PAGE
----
None of this is to anoint Browning, even if it sounds like it.  He struggled with his accuracy on the deep ball consistently throughout the season.  He lacks the arm strength to make the deep-intermediate throws when he's not able to get his whole body into the pass - the times when the pocket isn't clean enough for him to utilize his anticipation.  He took bad sacks at critical times, and turned the ball over more than one would like, particularly in a conservative offense that puts a premium on decision-making from the quarterback.  Given his frame, arm strength is probably going to be his limiting factor moving forward, as he's not a guy that ever will (nor should) be much bigger than about 215 pounds.  And really, it's impossible to call his season "great" (and is a stretch to get to even "good") without the qualifier of "for a true freshman" after it, in this day and age of offensive explosion.  What he did, though, was improve throughout the season.  A lot.  Even if one wants to discount his efforts against Oregon State due to the nature of the competition, it's not easy to complete 90% of your passes against even air as a defense.  And while Washington State and Southern Mississippi aren't defensive juggernauts, they fall decidedly into the category of "solidly mediocre."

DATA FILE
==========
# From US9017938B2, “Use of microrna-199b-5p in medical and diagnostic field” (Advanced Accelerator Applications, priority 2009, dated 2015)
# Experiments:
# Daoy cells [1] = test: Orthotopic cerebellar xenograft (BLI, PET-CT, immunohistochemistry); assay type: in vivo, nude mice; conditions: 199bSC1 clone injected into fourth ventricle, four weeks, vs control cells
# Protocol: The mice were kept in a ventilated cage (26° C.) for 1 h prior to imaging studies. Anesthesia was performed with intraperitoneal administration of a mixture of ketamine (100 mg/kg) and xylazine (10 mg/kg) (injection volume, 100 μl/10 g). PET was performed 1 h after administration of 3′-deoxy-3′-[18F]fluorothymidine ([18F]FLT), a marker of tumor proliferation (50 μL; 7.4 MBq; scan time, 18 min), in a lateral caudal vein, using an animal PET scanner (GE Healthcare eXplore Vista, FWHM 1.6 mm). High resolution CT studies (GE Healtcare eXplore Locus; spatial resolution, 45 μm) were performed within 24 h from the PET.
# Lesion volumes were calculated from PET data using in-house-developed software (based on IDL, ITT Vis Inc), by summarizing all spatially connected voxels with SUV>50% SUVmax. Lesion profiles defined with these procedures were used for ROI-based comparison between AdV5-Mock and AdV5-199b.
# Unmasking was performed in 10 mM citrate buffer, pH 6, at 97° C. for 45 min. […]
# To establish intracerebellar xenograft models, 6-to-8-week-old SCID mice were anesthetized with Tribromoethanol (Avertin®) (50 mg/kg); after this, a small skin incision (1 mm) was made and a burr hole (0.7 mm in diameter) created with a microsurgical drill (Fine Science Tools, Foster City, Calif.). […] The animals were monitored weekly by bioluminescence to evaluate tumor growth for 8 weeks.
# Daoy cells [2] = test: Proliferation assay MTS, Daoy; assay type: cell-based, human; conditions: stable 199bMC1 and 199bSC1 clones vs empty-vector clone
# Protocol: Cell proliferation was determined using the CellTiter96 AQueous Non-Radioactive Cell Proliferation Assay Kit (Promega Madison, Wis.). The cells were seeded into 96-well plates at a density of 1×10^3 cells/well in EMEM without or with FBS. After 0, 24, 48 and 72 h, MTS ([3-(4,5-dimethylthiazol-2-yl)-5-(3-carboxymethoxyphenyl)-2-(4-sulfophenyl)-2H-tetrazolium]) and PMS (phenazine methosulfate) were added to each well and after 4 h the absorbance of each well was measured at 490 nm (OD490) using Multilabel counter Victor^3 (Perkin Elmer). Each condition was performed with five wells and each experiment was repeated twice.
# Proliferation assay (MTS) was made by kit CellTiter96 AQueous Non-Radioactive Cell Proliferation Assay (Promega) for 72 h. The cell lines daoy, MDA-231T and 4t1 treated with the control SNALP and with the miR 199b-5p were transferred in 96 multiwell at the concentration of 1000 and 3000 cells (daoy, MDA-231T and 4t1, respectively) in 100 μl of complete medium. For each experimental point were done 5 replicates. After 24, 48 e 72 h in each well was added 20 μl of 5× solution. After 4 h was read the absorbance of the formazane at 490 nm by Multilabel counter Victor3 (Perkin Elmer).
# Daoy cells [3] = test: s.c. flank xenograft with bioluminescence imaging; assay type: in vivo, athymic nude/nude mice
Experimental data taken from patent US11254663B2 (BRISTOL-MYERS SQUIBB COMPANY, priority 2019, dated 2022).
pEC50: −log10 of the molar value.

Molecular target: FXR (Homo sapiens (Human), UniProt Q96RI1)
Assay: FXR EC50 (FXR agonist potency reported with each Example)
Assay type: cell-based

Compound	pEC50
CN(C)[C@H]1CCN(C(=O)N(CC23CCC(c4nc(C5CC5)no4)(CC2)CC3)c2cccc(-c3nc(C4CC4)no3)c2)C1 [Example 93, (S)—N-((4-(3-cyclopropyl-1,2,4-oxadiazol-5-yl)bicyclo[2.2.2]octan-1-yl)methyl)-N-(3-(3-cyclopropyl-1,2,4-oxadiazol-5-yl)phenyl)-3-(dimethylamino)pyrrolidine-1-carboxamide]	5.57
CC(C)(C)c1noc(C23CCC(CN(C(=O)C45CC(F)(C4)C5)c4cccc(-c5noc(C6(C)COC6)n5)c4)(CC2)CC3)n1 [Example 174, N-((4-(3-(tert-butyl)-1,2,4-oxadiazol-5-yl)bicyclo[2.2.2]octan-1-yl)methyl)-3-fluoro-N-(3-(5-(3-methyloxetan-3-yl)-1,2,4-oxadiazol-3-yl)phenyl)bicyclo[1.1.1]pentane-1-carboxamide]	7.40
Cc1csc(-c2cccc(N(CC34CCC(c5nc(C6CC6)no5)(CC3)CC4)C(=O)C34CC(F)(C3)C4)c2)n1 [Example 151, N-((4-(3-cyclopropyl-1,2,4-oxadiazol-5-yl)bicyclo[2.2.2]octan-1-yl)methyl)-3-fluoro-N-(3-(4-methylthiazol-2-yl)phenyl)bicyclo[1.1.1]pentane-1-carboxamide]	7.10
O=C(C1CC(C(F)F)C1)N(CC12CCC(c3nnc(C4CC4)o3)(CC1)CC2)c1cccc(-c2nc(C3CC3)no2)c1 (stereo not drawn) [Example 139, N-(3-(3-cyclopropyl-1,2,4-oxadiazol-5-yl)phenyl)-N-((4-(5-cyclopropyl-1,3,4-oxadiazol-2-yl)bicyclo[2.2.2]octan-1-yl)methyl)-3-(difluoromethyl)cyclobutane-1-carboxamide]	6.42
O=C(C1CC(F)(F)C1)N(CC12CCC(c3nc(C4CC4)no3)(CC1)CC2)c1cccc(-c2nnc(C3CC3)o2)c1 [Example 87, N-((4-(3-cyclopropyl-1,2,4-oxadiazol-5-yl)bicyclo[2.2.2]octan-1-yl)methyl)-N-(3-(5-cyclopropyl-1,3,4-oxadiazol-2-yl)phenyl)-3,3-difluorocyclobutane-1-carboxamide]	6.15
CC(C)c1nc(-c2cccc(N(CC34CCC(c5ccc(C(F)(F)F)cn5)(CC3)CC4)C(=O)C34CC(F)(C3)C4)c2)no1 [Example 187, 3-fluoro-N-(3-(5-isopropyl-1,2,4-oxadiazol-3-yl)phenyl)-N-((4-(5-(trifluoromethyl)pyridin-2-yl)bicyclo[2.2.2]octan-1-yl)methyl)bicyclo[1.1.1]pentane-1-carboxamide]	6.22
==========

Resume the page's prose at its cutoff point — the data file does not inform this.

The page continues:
The future of the QB position at Washington is bright.  2015 was the appetizer.  The main course starts with game one of 2016.

Before the season, most fans and pundits expected redshirt junior Jeff Lindquist to win the starting job.  The real surprise wasn't necessarily that he didn't, but that he found himself the third string quarterback behind K.J. Carta-Samuels the whole season.  Lindquist received a handful of snaps each game when healthy in what amounted to a "wildcat" package, but didn't attempt a pass, and when Browning was unable to play due to injury, it was Carta-Samuels that took the meaningful snaps.  As the coaching staff seemed to hint, Lindquist's snaps were mostly a reward for his perseverance and his leadership.  They weren't effective on the whole, and most fans wouldn't object to seeing that package shelved in the future.